Life

People having sex during pregnancy
Getty Images

9 Things That Happen To Your Vagina During Pregnancy Sex

Once you've conceived, you may very well want to keep on celebrating with a healthy dose of sex throughout your pregnancy. The pregnant state affects sensation, body shape, and emotion, among other things, and there are also specific differences in how the vagina responds to sex during pregnancy.

The good news first: "Sexual function actually stays pretty good throughout pregnancy," says Mary Jane Minkin, M.D., Clinical Professor of OB-GYN at Yale University, and "most women can remain sexually active throughout pregnancy."

Among those who may need to avoid certain sexual activities are people who experience pre-term contractions, those with placenta previa (in which the placenta is located over the cervix), or those with ruptured membranes.

Otherwise, there are several favorable changes to your body during pregnancy, including increased pelvic blood flow, as Minkin explains, which could mean sex is better or worse, or simply different — depending on your own physiology. (All the while, your baby remains well protected in its amniotic sac from any activity outside the uterus, so don't worry about that.)

As for the sex itself, your mileage may vary. A 2014 study published in the Journal of Sexual Medicine looked at 520 pregnant women, finding that "all the studied parameters, i.e., desire, arousal, lubrication, orgasm, satisfaction, and pain, decreased significantly with the progression of pregnancy." A 2018 study of women in their third trimester likewise found that "92% of participants had sexual dysfunction." Let that be a lesson to lower the bar, or change your expectations altogether.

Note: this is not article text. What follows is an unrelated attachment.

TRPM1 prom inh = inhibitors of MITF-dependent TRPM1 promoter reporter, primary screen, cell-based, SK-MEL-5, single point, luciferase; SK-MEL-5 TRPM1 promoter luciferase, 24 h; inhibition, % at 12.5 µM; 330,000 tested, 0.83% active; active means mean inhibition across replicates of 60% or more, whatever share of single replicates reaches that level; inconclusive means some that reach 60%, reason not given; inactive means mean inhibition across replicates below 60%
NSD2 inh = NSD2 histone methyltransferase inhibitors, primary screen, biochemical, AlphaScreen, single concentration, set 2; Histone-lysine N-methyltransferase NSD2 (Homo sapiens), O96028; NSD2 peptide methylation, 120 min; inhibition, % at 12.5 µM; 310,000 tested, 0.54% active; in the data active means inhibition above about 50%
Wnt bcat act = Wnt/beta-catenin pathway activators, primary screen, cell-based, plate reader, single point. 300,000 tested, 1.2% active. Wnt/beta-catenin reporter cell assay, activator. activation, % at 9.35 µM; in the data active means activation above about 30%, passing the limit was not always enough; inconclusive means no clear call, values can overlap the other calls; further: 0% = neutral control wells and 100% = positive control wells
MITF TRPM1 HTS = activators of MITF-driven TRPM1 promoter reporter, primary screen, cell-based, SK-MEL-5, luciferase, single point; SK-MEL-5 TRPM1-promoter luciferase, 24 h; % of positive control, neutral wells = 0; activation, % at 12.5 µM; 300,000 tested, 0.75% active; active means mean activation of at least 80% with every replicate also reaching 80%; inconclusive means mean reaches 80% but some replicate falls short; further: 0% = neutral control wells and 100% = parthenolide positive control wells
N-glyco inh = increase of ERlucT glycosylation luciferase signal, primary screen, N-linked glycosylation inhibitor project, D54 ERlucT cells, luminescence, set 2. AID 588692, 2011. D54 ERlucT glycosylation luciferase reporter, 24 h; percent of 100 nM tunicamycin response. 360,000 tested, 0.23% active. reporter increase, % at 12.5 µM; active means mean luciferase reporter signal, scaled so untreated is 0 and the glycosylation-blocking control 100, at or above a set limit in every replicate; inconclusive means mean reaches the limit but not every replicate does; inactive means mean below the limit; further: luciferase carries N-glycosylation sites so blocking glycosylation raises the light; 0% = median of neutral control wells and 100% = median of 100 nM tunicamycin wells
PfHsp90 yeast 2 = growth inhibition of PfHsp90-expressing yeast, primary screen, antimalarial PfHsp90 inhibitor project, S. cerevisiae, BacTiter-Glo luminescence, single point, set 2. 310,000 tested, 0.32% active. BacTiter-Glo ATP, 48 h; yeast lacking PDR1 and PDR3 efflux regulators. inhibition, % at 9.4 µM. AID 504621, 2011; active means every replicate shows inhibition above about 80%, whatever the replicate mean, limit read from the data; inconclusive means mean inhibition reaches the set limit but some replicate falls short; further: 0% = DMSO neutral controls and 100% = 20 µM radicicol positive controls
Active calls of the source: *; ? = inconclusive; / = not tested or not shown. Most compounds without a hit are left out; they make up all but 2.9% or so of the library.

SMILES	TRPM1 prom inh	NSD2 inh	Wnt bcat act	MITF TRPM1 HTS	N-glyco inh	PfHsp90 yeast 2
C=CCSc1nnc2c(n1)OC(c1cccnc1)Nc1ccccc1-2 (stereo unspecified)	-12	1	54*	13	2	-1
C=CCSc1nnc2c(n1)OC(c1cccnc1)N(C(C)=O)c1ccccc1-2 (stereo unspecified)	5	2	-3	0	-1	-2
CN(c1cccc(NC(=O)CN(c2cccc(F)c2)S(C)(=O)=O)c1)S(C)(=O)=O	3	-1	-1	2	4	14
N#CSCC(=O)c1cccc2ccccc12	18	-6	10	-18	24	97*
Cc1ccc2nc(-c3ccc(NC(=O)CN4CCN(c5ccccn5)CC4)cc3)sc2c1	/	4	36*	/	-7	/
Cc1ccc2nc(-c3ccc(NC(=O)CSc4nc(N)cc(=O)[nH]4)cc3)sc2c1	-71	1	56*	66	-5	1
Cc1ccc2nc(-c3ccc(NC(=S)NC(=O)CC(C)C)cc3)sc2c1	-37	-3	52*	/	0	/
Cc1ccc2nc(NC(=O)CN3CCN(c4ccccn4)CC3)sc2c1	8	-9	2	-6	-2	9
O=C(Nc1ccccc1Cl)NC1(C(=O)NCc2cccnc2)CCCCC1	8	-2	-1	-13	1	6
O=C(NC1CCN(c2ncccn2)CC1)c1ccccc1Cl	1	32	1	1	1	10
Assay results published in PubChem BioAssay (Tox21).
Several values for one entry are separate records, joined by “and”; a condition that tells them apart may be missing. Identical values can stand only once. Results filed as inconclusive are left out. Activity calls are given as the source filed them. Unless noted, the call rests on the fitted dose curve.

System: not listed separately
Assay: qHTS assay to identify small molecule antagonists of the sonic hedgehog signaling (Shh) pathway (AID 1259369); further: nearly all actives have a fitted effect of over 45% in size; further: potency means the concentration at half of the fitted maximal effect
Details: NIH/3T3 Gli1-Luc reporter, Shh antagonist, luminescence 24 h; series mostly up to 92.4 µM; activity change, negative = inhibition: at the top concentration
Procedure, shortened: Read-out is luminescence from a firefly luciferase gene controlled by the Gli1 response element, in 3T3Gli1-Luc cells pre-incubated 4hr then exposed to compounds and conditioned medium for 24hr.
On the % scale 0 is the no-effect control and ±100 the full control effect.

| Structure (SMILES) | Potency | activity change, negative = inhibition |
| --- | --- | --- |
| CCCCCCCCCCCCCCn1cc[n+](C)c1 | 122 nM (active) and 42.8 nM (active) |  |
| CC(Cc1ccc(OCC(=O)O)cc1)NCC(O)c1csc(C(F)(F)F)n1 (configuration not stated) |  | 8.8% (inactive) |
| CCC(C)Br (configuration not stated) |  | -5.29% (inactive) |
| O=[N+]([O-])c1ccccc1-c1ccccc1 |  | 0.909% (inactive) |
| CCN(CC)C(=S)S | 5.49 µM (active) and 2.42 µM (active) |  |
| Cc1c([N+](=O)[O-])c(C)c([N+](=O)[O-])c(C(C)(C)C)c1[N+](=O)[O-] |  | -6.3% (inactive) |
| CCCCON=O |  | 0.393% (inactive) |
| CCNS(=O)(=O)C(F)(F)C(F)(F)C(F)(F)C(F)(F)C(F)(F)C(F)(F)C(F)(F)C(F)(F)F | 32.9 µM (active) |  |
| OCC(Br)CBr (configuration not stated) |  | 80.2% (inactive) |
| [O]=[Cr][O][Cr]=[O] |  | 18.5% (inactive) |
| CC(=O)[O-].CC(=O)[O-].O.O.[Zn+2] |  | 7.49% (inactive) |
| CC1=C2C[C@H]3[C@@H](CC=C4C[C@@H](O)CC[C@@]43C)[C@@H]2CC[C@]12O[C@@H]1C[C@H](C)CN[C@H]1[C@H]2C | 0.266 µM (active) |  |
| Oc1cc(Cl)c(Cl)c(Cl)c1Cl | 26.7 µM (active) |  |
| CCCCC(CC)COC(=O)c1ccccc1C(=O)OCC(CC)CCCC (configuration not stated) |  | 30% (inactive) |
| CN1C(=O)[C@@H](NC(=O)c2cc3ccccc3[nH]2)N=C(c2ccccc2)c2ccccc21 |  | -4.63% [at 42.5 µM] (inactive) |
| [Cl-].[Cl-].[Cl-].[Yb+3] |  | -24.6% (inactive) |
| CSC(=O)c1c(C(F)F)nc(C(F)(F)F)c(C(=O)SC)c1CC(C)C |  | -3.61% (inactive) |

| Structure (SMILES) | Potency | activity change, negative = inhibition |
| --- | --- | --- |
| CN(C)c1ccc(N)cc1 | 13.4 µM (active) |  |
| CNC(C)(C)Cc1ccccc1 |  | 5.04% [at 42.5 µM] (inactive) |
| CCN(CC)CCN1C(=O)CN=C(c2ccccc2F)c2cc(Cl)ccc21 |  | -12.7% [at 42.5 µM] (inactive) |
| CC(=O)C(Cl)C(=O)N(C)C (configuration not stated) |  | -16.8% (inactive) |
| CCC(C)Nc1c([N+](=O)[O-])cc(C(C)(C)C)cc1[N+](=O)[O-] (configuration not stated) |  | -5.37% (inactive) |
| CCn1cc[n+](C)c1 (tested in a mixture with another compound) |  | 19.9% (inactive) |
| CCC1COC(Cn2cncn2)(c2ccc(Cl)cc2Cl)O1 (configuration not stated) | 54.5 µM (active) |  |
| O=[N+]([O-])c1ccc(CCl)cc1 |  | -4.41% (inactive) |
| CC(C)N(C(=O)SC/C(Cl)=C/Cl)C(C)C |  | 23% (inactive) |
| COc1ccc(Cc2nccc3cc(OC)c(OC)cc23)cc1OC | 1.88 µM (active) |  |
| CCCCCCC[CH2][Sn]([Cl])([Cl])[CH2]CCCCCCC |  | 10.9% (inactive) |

Here's how the vagina behaves during pregnancy sex.

1

It's Extra Sensitive (Which Can Be A Plus)

"There is increasing pelvic blood flow during pregnancy," explains Mirkin. "Some women might get a sense of 'congestion' or fullness in the pelvis," but this is usually not too much of a problem, she says. The increased blood flow can result in increased sensitivity, and increased nerve stimulation.

During pregnancy sex, this can be a very good thing. According to Fit Pregnancy, you can experience intense pregnancy orgasms unlike anything you've ever felt before.

2

It's More Likely To Bleed

"If you do experience bleeding during sex, do stop and call your provider," says Minkin. "They may want to examine you or do an ultrasound (primarily to see if there could be a piece of the placenta hanging down by the cervix)."

Some harmless spotting is possible. "If everything is fine, you may be allowed to resume activity," says Minkin.

3

It's Under Pressure

It's not easy carrying around a bowling ball in your belly, and after awhile, the pressure can get pretty real. "The major issue for most women is just the bulkiness of the growing uterus," says Minkin, "and trying to find a comfortable position."

The more your baby grows, the more pressure you'll feel in your vaginal area, according to reporting by Healthline. Since your vagina is experiencing extra pressure, you may have to experiment with how you each situate yourselves, since sex might accentuate the heavy feeling.